This will be the proper place to introduce some observations on the Sonship of Christ. In modern times, different reasons have been assigned for this appellation, partly by the opponents of his Divinity-with whom we have at present no immediate concern-and partly by some Trinitarians, who think that it is not founded on a natural, but an official, relation to the first person in the Godhead. The motive, I apprehend, by which they have been led to deny his eternal generation, is the difficulty of conceiving any thing, in the Divine nature, analogous to the process which the term denotes in its application to creatures. But the difficulty is created by themselves, when they take it for granted, from the use of the term, begotten, that it was designed to suggest a resemblance between Divine and human generation. Ought not men to have paused before they drew this inference? Might it not have occurred to them that, as the subjects were so different, the term must have a different meaning? Would it not have been wise, instead of proceeding to explain the one by the other, to have acknowledged that the relation between the Father and the Son was altogether above our comprehension; that the words, Son and begotten, were intended solely to express a distinction of persons and a mutual relation, and that the only conclusion which we could safely draw from them is, that the second person of the Trinity has the same nature with the first, is his perfect image, and the object of his infinite love? Were human ideas discarded; were we content to believe, without pushing our inquiries into the region of mystery, the eternal generation of the Son would be admitted, provided that sufficient evidence of it were found in the Scriptures.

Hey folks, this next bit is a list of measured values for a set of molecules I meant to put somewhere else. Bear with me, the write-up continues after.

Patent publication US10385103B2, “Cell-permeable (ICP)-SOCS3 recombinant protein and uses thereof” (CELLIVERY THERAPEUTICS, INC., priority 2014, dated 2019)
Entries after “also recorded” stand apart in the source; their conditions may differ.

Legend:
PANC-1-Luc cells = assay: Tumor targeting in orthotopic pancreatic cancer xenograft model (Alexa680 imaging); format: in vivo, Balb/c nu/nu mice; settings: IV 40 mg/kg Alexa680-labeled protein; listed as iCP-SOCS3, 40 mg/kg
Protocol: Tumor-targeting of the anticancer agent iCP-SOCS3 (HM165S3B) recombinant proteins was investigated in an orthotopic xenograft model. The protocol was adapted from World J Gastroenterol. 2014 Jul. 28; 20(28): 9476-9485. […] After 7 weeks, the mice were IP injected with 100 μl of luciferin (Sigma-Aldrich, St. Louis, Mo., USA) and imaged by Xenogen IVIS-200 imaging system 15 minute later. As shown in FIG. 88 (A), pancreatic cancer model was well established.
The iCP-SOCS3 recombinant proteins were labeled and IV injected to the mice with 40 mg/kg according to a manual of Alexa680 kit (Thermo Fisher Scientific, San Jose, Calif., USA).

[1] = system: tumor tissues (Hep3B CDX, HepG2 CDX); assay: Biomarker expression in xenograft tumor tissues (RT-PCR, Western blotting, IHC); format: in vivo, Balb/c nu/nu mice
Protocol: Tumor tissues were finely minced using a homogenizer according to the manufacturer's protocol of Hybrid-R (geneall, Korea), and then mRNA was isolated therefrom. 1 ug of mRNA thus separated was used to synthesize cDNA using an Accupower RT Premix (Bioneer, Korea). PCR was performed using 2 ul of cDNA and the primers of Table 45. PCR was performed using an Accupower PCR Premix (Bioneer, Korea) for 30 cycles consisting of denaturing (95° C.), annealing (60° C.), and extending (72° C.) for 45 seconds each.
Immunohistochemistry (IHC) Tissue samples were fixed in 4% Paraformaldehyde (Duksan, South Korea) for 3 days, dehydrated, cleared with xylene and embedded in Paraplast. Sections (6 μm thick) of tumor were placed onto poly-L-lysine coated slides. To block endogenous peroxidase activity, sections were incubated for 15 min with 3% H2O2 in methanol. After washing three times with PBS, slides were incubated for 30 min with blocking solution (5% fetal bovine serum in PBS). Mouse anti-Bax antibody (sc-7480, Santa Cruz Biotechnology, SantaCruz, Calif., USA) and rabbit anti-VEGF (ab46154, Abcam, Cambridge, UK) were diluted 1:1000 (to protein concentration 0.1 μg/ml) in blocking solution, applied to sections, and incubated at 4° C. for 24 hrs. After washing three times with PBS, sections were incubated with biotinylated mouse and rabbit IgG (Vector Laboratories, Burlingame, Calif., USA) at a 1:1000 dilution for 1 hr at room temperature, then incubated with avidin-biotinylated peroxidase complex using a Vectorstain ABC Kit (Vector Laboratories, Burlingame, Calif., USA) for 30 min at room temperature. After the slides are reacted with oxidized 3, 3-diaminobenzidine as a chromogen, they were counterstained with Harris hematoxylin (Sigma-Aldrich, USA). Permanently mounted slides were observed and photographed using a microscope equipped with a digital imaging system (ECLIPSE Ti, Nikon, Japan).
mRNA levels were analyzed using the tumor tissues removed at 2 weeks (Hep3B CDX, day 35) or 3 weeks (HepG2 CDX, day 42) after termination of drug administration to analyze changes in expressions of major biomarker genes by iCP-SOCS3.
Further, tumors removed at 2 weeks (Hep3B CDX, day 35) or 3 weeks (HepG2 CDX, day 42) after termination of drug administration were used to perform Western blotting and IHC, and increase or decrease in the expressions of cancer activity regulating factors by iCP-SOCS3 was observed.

When God calls our Saviour his own Son, ὁ ἑαυτος ύιος, ὁ ἴδιος ύμος, one should think, that sound criticism would require us to believe, that he is his Son as truly as one man is the son of another, although we know not the manner of the relation; his Son literally and not metaphorically, unless it can be shewn that such filiation is impossible, or that the Scriptures have explained it in a different sense. His Sonship, indeed, seems to be founded on his miraculous conception in these words of the angel to the virgin :-"The Holy Ghost shall come upon thee, and the power of the Highest shall overshadow thee; therefore also that holy thing, which shall be born of thee, shall be called the Son of God."* But the common answer, that the "holy thing" or his human nature became the Son of God by its union to his Divine Person, is quite satisfactory, especially if other passages place his Sonship upon a different foundation. I do not think, that his miraculous conception would justify the